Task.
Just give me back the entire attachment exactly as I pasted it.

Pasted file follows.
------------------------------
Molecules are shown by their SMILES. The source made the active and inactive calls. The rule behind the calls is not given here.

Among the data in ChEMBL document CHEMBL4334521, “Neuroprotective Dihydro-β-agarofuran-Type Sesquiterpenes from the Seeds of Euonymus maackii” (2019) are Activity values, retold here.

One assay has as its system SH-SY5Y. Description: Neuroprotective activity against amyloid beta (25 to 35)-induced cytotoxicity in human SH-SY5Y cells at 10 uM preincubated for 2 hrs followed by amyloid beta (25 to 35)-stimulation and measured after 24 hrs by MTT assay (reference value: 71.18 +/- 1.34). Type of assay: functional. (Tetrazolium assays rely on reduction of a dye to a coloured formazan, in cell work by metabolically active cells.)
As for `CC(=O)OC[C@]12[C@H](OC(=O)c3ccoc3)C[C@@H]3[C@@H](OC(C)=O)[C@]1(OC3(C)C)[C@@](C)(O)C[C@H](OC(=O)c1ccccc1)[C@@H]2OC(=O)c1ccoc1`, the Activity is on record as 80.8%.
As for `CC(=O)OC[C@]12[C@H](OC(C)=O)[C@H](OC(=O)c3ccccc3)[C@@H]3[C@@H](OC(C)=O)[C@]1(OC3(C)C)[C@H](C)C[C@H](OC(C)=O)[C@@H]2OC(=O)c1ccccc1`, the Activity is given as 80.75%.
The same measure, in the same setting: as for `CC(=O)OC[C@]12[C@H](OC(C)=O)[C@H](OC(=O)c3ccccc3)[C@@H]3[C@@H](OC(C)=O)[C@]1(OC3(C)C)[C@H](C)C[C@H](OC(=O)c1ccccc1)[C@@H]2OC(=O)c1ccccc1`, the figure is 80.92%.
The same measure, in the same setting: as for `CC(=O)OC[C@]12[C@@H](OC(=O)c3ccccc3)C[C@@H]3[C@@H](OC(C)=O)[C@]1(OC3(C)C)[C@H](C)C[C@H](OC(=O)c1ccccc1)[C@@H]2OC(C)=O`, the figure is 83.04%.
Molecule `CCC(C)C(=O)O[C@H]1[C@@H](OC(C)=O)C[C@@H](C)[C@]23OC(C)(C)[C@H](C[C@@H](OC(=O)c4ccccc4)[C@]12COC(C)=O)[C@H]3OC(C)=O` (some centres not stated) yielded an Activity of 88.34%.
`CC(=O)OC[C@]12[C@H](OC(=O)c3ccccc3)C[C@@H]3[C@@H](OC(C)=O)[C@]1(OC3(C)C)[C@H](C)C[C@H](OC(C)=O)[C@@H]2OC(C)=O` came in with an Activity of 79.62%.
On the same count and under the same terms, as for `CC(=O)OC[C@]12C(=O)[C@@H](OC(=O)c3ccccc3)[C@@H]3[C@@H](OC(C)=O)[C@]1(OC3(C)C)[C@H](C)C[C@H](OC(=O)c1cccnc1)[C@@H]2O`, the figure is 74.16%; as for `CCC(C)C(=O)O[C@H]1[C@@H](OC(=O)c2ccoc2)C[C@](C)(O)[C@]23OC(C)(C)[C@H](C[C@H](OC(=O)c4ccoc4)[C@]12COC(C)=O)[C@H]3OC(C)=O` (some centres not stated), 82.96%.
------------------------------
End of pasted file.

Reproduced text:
Molecules are shown by their SMILES. The source made the active and inactive calls. The rule behind the calls is not given here.

Among the data in ChEMBL document CHEMBL4334521, “Neuroprotective Dihydro-β-agarofuran-Type Sesquiterpenes from the Seeds of Euonymus maackii” (2019) are Activity values, retold here.

One assay has as its system SH-SY5Y. Description: Neuroprotective activity against amyloid beta (25 to 35)-induced cytotoxicity in human SH-SY5Y cells at 10 uM preincubated for 2 hrs followed by amyloid beta (25 to 35)-stimulation and measured after 24 hrs by MTT assay (reference value: 71.18 +/- 1.34). Type of assay: functional. (Tetrazolium assays rely on reduction of a dye to a coloured formazan, in cell work by metabolically active cells.)
As for `CC(=O)OC[C@]12[C@H](OC(=O)c3ccoc3)C[C@@H]3[C@@H](OC(C)=O)[C@]1(OC3(C)C)[C@@](C)(O)C[C@H](OC(=O)c1ccccc1)[C@@H]2OC(=O)c1ccoc1`, the Activity is on record as 80.8%.
As for `CC(=O)OC[C@]12[C@H](OC(C)=O)[C@H](OC(=O)c3ccccc3)[C@@H]3[C@@H](OC(C)=O)[C@]1(OC3(C)C)[C@H](C)C[C@H](OC(C)=O)[C@@H]2OC(=O)c1ccccc1`, the Activity is given as 80.75%.
The same measure, in the same setting: as for `CC(=O)OC[C@]12[C@H](OC(C)=O)[C@H](OC(=O)c3ccccc3)[C@@H]3[C@@H](OC(C)=O)[C@]1(OC3(C)C)[C@H](C)C[C@H](OC(=O)c1ccccc1)[C@@H]2OC(=O)c1ccccc1`, the figure is 80.92%.
The same measure, in the same setting: as for `CC(=O)OC[C@]12[C@@H](OC(=O)c3ccccc3)C[C@@H]3[C@@H](OC(C)=O)[C@]1(OC3(C)C)[C@H](C)C[C@H](OC(=O)c1ccccc1)[C@@H]2OC(C)=O`, the figure is 83.04%.
Molecule `CCC(C)C(=O)O[C@H]1[C@@H](OC(C)=O)C[C@@H](C)[C@]23OC(C)(C)[C@H](C[C@@H](OC(=O)c4ccccc4)[C@]12COC(C)=O)[C@H]3OC(C)=O` (some centres not stated) yielded an Activity of 88.34%.
`CC(=O)OC[C@]12[C@H](OC(=O)c3ccccc3)C[C@@H]3[C@@H](OC(C)=O)[C@]1(OC3(C)C)[C@H](C)C[C@H](OC(C)=O)[C@@H]2OC(C)=O` came in with an Activity of 79.62%.
On the same count and under the same terms, as for `CC(=O)OC[C@]12C(=O)[C@@H](OC(=O)c3ccccc3)[C@@H]3[C@@H](OC(C)=O)[C@]1(OC3(C)C)[C@H](C)C[C@H](OC(=O)c1cccnc1)[C@@H]2O`, the figure is 74.16%; as for `CCC(C)C(=O)O[C@H]1[C@@H](OC(=O)c2ccoc2)C[C@](C)(O)[C@]23OC(C)(C)[C@H](C[C@H](OC(=O)c4ccoc4)[C@]12COC(C)=O)[C@H]3OC(C)=O` (some centres not stated), 82.96%.